For nearly two decades, Boeing Co.’s mass-produced 737 jetliner has doubled as its cash machine. The single-aisle plane, a favorite of budget carriers, bankrolled a decade of losses for the 787 Dreamliner and a more recent stock-buyback spree of $38 billion -- an amount equivalent to Ford Motor Co.’s market value. The newest version of the aircraft, the Max, was poised to become Boeing’s largest source of revenue and profit this year.
But since regulators grounded the best-selling 737 model indefinitely following two deadly crashes, the largest U.S. industrial company is in an unfamiliar position: conserving cash. That puts Boeing’s share repurchases at risk while threatening financial repercussions into 2020 and beyond if the 737 brand proves to be irreparably damaged.
Boeing has repurchased about $38 billion of shares since 2014
Given the strain on its production resources, shoveling billions to investors “wouldn’t sit well,” said Nick Cunningham, managing partner with London-based Agency Partners. “The logical thing is to preserve cash because you might need it.”
A Boeing spokesman declined to comment on the cash plans, citing a quiet period ahead of the company’s first-quarter earnings release scheduled for Wednesday. The report will provide the first glimpse of the financial fallout from the March 10 crash of an Ethiopian Airlines jet, the second deadly Max accident in a five-month span. Combined, the two disasters killed 346 people.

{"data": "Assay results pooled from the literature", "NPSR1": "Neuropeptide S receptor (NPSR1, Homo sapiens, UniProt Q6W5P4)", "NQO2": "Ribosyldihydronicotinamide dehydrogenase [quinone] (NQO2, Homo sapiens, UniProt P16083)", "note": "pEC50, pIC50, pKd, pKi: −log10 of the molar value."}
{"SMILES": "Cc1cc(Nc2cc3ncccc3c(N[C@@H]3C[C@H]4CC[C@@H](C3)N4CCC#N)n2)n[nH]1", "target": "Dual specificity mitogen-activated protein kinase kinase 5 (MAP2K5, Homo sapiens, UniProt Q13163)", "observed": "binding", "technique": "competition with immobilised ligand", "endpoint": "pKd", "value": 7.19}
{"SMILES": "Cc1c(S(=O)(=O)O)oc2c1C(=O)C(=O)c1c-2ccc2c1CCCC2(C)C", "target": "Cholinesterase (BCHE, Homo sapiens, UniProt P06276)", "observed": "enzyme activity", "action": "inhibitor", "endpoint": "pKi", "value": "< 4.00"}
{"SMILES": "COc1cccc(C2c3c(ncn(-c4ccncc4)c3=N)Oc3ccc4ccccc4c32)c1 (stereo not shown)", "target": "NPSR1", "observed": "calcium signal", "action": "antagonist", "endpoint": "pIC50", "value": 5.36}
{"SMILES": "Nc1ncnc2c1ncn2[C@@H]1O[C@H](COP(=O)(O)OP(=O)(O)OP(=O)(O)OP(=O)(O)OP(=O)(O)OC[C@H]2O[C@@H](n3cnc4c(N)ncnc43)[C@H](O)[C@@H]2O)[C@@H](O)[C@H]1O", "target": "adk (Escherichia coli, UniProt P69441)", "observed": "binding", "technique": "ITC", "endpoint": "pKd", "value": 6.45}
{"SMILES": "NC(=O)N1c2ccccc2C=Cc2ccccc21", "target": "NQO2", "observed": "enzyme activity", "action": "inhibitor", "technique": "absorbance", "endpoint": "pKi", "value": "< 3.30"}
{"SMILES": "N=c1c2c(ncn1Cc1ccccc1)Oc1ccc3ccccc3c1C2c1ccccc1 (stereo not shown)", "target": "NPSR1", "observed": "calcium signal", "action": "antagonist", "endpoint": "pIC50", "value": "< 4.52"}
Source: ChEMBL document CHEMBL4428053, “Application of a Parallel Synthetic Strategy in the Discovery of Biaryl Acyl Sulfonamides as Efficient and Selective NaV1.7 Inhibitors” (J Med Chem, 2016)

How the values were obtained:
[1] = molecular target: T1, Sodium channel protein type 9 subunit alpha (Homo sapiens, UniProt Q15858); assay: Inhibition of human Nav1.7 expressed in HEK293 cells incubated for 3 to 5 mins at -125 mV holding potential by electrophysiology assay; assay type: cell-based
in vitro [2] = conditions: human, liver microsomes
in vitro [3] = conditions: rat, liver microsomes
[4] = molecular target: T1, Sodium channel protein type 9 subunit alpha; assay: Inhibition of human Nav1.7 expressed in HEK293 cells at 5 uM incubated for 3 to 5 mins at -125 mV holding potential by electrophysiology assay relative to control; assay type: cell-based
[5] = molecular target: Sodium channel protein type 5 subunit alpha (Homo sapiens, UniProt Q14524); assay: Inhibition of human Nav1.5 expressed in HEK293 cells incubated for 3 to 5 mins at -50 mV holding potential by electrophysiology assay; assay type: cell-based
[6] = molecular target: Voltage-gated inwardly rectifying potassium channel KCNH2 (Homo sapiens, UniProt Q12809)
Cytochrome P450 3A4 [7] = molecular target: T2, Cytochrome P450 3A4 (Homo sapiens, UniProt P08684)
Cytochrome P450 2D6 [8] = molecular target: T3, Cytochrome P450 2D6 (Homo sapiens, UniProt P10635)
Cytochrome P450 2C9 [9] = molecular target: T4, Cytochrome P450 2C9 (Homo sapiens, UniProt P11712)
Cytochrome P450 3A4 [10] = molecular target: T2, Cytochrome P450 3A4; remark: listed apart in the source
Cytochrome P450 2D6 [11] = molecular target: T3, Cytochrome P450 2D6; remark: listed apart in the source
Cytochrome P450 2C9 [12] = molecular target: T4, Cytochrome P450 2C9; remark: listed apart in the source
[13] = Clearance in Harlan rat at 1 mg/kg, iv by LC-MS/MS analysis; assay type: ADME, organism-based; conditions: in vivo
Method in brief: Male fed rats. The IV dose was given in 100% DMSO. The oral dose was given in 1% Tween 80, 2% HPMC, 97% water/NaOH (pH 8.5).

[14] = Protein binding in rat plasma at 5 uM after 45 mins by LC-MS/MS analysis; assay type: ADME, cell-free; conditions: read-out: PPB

$10 Billion Drag
After the earnings report, Boeing management’s discussion with analysts is likely to be “one of the most listened-to calls in industrial stock history,” Carter Copeland of Melius Research said in a note to clients last week. While the planemaker is widely expected to pull its 2019 guidance, little else is certain, he said. That has left investors “desperate for a bounding of outcomes” for this year and beyond.
All told, the Max could be a $10 billion drag on Boeing’s cash this year, predicted Barclays Plc analyst David Strauss in an April 15 report. The shares fell less than 1 percent to $374.02 at the close in New York on Tuesday. Boeing has dropped 11 percent since last month’s tragedy, the biggest share drop on the Dow Jones Industrial Average. The decline wiped out more than $27 billion in market value. (end of excerpt)
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